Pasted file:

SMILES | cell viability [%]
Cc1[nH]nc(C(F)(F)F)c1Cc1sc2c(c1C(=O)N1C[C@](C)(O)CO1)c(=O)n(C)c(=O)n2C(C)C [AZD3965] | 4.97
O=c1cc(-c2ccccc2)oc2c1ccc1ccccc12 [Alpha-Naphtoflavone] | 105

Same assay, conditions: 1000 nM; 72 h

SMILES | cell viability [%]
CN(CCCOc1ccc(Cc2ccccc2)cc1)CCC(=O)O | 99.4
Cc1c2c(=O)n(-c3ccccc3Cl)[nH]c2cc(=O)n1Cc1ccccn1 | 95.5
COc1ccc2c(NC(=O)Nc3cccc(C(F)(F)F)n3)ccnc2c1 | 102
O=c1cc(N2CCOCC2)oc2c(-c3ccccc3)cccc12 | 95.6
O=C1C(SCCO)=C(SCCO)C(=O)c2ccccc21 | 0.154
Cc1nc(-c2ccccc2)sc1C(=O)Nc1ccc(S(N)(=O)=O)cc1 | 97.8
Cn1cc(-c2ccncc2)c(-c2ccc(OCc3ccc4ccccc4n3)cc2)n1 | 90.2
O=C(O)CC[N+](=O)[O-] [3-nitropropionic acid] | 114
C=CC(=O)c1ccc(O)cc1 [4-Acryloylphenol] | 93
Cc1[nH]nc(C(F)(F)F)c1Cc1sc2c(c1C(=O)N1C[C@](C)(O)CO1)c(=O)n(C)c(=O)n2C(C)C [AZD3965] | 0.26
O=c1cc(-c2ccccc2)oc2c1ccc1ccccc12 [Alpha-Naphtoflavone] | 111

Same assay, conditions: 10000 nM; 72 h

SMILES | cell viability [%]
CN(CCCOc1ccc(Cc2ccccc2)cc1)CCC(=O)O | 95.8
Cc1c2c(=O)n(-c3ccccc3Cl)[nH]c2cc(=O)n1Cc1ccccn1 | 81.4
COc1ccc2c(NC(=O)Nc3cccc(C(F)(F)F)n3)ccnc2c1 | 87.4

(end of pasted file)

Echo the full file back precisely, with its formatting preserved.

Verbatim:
SMILES | cell viability [%]
Cc1[nH]nc(C(F)(F)F)c1Cc1sc2c(c1C(=O)N1C[C@](C)(O)CO1)c(=O)n(C)c(=O)n2C(C)C [AZD3965] | 4.97
O=c1cc(-c2ccccc2)oc2c1ccc1ccccc12 [Alpha-Naphtoflavone] | 105

Same assay, conditions: 1000 nM; 72 h

SMILES | cell viability [%]
CN(CCCOc1ccc(Cc2ccccc2)cc1)CCC(=O)O | 99.4
Cc1c2c(=O)n(-c3ccccc3Cl)[nH]c2cc(=O)n1Cc1ccccn1 | 95.5
COc1ccc2c(NC(=O)Nc3cccc(C(F)(F)F)n3)ccnc2c1 | 102
O=c1cc(N2CCOCC2)oc2c(-c3ccccc3)cccc12 | 95.6
O=C1C(SCCO)=C(SCCO)C(=O)c2ccccc21 | 0.154
Cc1nc(-c2ccccc2)sc1C(=O)Nc1ccc(S(N)(=O)=O)cc1 | 97.8
Cn1cc(-c2ccncc2)c(-c2ccc(OCc3ccc4ccccc4n3)cc2)n1 | 90.2
O=C(O)CC[N+](=O)[O-] [3-nitropropionic acid] | 114
C=CC(=O)c1ccc(O)cc1 [4-Acryloylphenol] | 93
Cc1[nH]nc(C(F)(F)F)c1Cc1sc2c(c1C(=O)N1C[C@](C)(O)CO1)c(=O)n(C)c(=O)n2C(C)C [AZD3965] | 0.26
O=c1cc(-c2ccccc2)oc2c1ccc1ccccc12 [Alpha-Naphtoflavone] | 111

Same assay, conditions: 10000 nM; 72 h

SMILES | cell viability [%]
CN(CCCOc1ccc(Cc2ccccc2)cc1)CCC(=O)O | 95.8
Cc1c2c(=O)n(-c3ccccc3Cl)[nH]c2cc(=O)n1Cc1ccccn1 | 81.4
COc1ccc2c(NC(=O)Nc3cccc(C(F)(F)F)n3)ccnc2c1 | 87.4